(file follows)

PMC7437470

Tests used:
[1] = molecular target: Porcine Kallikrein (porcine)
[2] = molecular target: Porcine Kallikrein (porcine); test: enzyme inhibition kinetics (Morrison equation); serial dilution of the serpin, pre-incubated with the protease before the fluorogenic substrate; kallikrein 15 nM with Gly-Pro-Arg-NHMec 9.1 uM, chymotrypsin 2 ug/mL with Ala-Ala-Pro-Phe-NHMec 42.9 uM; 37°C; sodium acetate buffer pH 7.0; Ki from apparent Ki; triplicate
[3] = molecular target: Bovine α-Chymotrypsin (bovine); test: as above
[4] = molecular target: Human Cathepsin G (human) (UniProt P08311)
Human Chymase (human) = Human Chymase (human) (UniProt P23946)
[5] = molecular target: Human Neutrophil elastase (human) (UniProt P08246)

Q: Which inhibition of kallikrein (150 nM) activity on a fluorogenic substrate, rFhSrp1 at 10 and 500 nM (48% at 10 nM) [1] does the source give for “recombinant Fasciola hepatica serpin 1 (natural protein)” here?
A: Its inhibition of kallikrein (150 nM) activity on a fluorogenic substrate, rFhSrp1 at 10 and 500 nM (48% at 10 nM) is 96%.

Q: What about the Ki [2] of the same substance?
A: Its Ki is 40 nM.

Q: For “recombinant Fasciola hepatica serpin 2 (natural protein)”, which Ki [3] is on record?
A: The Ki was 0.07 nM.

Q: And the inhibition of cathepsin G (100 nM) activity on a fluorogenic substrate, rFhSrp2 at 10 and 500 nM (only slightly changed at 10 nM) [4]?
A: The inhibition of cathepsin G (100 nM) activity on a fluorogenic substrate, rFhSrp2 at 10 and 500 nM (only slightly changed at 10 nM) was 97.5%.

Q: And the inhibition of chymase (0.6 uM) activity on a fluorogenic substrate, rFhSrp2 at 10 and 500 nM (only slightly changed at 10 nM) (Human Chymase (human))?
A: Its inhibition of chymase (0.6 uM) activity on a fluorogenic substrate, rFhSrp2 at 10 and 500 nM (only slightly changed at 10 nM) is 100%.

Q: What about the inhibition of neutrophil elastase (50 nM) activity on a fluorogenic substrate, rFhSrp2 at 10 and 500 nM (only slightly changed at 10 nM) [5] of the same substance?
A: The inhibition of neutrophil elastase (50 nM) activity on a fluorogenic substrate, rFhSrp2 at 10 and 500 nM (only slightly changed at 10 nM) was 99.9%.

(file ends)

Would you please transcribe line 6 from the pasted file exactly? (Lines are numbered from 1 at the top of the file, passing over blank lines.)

[4] = molecular target: Human Cathepsin G (human) (UniProt P08311)